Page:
In the late ‘80s and early ‘90s, Rick Astley was an innocuous figure in the transition period between Aqua Netted hair metal bands and lumberjack flannel-wearing grungsters.
His deep, soulful voice belied his cherubic looks, and even when he was hip-shimmying through synth-pop gold such as “Together Forever,” “She Wants to Dance With Me” or the inescapable disco ball thumper “Never Gonna Give You Up,” a serious English singer lurked.
Last summer, Astley returned with “50,” his first new U.S. album in more than a decade. A sprinkling of complementary tour dates returned him to stages in cities he hadn’t visited since 1989, and now he’s in the midst of an 18-show run that comes to Center Stage on Feb. 9.
In a phone conversation from Los Angeles, a few weeks before his tour kickoff in Las Vegas in January, the affable Astley — who yes, recently turned 50 — chatted about the new album and tour and how “rickrolling” (surprise appearances by his classic-cheese ‘80s video for “Never Gonna Give You Up” in other online videos) has introduced him to a new generation.
Q: It’s been a really, really long time since we’ve seen you in America.
A: I’ve actually never played Atlanta before. Up until last year, I hadn’t played in America for years and years. I’ve been (back) doing gigs about 10 years now and it started off in Japan. I had offers to sing my old tunes and I just didn’t want it, but my wife and daughter found out about the Japan offer and said, “You’re going!” and I rather enjoyed it. … But the only place I’ve been in Georgia was Athens. I remember we pull in there and I know it’s a big college town and I open the window in the car and we can hear someone singing R.E.M. at a karaoke bar! But I am aware of the fact that Atlanta blew up with R&B and hip-hop. America is very diverse. It’s so big and you think my God, just down the road it really, really changes. In the U.K., we don’t really have that.
Q: What can you tell us about the live show?
A: We have a fairly small band — drums, bass, keyboards, guitar and a backing singer in the U.S. — cost is one of the reasons. Over the years, we worked out that the main thing is, you’ve actually got to be able to get on with one another. Being on stage and being an amazing musician is great, but it’s all the other stuff (offstage). We’re a tight little unit and we have a good laugh — there’s no hang-ups with the guys.
Q: “Cry for Help” was always my favorite song of yours — is that still in the set?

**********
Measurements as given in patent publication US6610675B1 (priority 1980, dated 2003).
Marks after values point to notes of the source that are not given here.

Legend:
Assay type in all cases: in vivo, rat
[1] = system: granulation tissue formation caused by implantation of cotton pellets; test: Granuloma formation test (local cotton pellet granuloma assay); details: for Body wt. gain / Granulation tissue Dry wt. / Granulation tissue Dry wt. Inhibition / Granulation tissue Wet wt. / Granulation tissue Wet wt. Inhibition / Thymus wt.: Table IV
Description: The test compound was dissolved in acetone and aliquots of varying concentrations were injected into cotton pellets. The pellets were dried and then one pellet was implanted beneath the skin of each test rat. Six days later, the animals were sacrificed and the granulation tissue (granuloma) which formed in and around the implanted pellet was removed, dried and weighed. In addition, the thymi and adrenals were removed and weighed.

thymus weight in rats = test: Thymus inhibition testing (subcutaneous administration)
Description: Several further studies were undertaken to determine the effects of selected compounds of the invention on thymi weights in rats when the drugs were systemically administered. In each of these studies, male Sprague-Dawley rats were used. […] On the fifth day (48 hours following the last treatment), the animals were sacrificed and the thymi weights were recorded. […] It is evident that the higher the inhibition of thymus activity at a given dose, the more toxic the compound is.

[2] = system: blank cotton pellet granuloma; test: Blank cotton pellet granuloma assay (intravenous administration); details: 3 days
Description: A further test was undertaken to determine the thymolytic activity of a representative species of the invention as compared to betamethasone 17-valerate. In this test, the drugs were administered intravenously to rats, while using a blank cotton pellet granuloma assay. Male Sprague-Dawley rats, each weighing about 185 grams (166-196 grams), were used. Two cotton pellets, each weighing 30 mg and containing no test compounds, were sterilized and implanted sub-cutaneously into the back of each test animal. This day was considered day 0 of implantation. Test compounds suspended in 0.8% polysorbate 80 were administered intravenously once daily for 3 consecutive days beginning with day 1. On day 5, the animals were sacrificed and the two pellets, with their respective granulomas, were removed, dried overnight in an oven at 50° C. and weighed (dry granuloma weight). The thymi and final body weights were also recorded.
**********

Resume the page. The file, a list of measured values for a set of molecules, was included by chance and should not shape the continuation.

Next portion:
A: Really, if I had a hit with a song, I play it. I know the average fan is going to know the hits and a few others. I see people on Facebook saying, “Play this song, track five from album three.” But does everyone want to hear that? Obviously we’re going to do three or four songs from the new record. We’re a bit spoiled because in the U.K. we’ve had four songs hammered on Radio 2 — that’s been amazing, the reception we’ve had from them.
Q: After seeing the positive feedback you’ve received in the States, is there any regret that you waited 25 years to come back?
A: I’m not one of those people who has regrets. I believe everything you do leads you to where you are today, good or bad. I realize how lucky I am and have been and I had some success in the late ‘80s. It was pop music. It wasn’t going to change the world, but it was a nice part of my life. Leaving (the music industry) when I did, when I was kind of young, I was 27. I was a dad by then. In my opinion, I was rich and I retired. Unless you win the lottery, who the hell does that happen to? Not just finances, but it leads to a less stressful life. My wife and I pinch ourselves all the time.
Q: Are you absolutely sick of “rickrolling” and being asked about it — as I now ask you about it?
A: I’m all right with it, I totally get it. It will be odd when someone doesn’t ask me about it! To be honest, I don’t take it personally. They chose that song because it’s a cheesy video from the ‘80s and that’s the way I’ve treated it. It’s probably been really good to me. I’ve tried to just let it be its own thing. It’s weird that we did a couple of festivals (last) year and Justin Bieber and Rihanna were headlining. It was a much younger audience — the V Festival. I’m a granddad on that show, and that’s fine. But what was weird was that the people in the audience in their teens and 20s, they’re singing along to “Never Gonna Give You Up,” but what’s really weird is that they sang along to “Together Forever” and some of the others as well. When something like a rickrolling happens, before they know what they’re doing, the next song is playing (online) and they know that song, too. I’m not fooling myself that I have a whole new audience out there, but the name recognition has done me a lot of good.
8 p.m. Feb. 9. $35. Center Stage, 1374 W. Peachtree St., Atlanta. 1-800-745-3000, www.ticketmaster.com.